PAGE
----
Taipei, Several airline labor unions staged a rally outside the Ministry of Labor (MOL) on Monday, calling for new regulations that would give air carrier employees the same rights as other workers regarding leave days during natural disasters.
The unions said that when local governments announce a day off due to a typhoon, some airline workers are usually caught in the dilemma of whether to stay at home for safety reasons and risk punishment by the company, or to go to work and risk injury, the trade unions said.
Under the current regulations, typhoon days are decided by the local governments, but private company employees are bound by the terms of their contracts.
Cheng Ya-ling (???), secretary-general of the Taoyuan Flight Attendants Union (TFAU), told reporters at a press conference that there are relevant guidelines, which do not allow private company employers to classify official typhoon days as absence without leave, to ask their employees to work compensatory days, or to deduct pay or impose any other form of penalty for absence on such days.
He said, however, that the Guidelines for Workers' Attendance Management and Wages are not compulsory and airlines do not comply with them.
To protect the safety of private company workers during natural disasters and avoid disputes between labor and management, the labor ministry should immediately introduce new regulations that would address the issue, Cheng said.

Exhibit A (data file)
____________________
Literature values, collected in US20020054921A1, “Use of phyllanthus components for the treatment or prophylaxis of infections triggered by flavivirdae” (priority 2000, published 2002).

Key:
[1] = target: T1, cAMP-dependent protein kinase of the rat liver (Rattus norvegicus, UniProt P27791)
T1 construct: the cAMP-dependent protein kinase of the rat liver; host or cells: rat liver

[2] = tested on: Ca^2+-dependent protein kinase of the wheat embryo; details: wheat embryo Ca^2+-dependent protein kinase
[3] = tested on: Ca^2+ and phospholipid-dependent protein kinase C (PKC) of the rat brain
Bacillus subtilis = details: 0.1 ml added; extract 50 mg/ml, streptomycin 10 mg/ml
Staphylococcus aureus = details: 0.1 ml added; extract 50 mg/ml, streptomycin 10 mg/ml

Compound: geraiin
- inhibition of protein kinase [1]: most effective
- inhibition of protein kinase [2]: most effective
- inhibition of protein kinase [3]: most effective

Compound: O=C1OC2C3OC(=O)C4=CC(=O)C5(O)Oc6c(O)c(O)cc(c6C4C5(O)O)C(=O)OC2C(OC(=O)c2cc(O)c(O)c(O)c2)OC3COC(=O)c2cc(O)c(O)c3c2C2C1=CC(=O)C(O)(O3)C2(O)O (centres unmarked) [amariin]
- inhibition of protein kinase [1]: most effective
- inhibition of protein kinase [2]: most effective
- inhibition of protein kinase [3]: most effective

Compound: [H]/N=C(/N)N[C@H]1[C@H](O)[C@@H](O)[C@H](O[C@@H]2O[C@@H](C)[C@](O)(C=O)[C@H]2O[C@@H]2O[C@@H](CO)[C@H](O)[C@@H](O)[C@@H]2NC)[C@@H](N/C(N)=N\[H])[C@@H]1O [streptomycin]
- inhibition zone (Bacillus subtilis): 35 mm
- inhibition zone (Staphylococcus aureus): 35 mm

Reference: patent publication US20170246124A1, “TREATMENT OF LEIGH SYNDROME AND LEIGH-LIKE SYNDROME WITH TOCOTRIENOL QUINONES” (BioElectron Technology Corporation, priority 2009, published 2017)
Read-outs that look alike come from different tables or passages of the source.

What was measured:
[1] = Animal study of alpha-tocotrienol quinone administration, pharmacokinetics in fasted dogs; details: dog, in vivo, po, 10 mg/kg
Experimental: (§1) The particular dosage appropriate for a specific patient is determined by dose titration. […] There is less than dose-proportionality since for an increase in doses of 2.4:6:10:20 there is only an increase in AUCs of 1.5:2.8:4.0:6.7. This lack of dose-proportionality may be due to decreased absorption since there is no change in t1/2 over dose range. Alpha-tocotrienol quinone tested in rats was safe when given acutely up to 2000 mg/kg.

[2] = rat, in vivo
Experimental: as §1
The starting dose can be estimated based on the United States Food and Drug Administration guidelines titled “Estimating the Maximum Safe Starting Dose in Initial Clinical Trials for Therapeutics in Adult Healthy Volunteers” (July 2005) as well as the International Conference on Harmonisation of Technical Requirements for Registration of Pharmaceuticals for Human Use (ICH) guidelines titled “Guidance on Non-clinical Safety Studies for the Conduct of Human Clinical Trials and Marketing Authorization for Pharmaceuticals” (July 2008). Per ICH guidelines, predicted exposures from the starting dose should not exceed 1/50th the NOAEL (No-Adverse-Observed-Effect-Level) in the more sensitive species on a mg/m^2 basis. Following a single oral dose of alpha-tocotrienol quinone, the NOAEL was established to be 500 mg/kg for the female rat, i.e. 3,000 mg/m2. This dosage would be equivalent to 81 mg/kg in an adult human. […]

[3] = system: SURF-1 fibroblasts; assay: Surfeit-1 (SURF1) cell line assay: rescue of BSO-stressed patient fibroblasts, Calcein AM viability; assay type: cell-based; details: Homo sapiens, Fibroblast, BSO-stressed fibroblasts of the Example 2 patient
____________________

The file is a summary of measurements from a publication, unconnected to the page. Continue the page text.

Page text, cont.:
Meanwhile, the EVA Air Corporate Union accused the airline of unilaterally amending the regulations pertaining to days off during natural disasters.
Liao Yi-chin (???), the union's director, said that after the airline was forced to cancel more than 50 round-trip flights in July 2017 due to Typhoon Nesat, the union began negotiations with the company on the matter.
Subsequently, the company convened a meeting and made flight arrangements before Typhoon Maria swept past northern Taiwan on July 10, but the company also revised its rules pertaining to typhoon days off for flight attendants, Liao said.
Under EVA's revised rules, he said, if crew members apply for a typhoon day off, they have to provide evidence of traffic disruption and they risk losing their full-attendance bonus.
Liao said those terms are ill-intentioned and show that the company does not take its employees' safety seriously. He called for the company to retract those regulations and restart negotiations with the union to avoid hurting the relationship between management and employees.
In response, Wang Ching-jung (???), a specialist in the MOL's Labor Conditions and Equal Employment Division, cited the Guidelines for Workers' Attendance Management and Wages and said that if employees are punished for taking time off during a natural disaster, they could file a petition with the local authorities, which will investigate and deal with the matter.
As for the unions' demand for a special regulation to address the issue, Wang said, the labor ministry will make an assessment and gather opinions from various sectors.
Source: Focus Taiwan News Channel